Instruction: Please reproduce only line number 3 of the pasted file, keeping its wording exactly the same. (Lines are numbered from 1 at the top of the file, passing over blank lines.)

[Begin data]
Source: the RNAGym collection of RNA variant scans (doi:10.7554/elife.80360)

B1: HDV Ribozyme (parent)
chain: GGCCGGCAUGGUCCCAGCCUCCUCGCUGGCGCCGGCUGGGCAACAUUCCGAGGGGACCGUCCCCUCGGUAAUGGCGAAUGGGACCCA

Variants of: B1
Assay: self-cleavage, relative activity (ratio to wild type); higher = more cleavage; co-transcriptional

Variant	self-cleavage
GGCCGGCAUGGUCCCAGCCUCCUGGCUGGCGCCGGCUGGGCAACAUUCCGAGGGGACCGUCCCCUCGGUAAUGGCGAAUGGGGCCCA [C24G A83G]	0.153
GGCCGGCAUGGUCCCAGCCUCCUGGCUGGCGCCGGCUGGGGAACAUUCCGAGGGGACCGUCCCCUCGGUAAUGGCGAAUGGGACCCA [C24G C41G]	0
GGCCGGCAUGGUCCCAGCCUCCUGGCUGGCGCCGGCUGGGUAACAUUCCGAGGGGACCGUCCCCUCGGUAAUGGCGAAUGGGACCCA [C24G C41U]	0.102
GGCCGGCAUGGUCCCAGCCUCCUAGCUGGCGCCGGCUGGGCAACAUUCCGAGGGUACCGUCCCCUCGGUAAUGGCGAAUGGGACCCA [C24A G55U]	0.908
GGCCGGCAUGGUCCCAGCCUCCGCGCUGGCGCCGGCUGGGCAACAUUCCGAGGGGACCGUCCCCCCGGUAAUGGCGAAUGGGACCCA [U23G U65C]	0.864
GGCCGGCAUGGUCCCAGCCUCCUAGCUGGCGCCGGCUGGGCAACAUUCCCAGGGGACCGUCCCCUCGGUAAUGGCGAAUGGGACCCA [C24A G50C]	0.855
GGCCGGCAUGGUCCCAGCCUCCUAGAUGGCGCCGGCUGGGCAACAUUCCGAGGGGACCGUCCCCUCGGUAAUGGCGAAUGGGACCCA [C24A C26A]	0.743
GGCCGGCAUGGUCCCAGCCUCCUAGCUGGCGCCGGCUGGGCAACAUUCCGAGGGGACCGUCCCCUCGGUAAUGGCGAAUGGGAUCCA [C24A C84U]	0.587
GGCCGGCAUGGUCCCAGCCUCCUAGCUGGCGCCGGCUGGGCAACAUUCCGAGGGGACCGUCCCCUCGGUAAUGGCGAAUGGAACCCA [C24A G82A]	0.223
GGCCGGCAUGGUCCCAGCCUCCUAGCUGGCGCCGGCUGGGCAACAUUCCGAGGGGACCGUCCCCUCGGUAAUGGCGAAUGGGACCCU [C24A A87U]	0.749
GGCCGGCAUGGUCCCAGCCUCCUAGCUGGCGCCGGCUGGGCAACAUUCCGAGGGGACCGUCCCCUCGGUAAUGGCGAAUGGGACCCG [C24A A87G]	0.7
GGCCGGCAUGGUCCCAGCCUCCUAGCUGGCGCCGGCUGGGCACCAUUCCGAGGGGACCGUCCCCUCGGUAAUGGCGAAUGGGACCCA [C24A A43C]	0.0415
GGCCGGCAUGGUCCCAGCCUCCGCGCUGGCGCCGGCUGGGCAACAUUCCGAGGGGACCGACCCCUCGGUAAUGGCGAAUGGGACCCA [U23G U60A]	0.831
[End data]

chain: GGCCGGCAUGGUCCCAGCCUCCUCGCUGGCGCCGGCUGGGCAACAUUCCGAGGGGACCGUCCCCUCGGUAAUGGCGAAUGGGACCCA